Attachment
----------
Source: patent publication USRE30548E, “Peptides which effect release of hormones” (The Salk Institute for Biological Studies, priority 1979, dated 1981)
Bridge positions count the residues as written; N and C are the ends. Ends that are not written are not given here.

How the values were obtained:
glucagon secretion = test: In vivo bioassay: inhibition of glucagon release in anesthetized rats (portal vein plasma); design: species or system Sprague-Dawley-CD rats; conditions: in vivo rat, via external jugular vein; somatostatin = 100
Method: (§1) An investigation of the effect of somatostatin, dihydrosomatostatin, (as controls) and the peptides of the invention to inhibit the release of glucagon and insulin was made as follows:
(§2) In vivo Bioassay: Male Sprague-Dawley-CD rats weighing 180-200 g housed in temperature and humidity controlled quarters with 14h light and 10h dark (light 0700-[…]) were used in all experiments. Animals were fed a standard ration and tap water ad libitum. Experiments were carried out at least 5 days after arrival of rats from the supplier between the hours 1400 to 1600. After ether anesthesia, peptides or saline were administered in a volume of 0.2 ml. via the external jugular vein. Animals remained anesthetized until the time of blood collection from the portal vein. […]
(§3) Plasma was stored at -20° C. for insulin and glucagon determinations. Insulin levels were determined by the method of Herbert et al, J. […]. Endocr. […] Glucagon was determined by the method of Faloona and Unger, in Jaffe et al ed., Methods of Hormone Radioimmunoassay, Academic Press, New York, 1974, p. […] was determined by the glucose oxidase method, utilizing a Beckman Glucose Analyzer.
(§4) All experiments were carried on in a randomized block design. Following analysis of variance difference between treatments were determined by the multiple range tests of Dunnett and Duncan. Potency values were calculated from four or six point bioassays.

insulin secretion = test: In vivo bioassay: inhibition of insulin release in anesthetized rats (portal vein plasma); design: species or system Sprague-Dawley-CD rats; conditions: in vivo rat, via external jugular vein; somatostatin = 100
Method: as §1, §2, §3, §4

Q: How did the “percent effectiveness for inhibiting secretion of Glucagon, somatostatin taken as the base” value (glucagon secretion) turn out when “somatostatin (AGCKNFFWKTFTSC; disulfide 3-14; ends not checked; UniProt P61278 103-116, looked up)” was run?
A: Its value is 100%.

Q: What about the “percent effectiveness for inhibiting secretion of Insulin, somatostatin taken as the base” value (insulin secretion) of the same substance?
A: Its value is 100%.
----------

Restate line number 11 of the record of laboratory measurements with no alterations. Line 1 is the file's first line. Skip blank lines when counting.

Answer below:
Q: How did the “percent effectiveness for inhibiting secretion of Glucagon, somatostatin taken as the base” value (glucagon secretion) turn out when “somatostatin (AGCKNFFWKTFTSC; disulfide 3-14; ends not checked; UniProt P61278 103-116, looked up)” was run?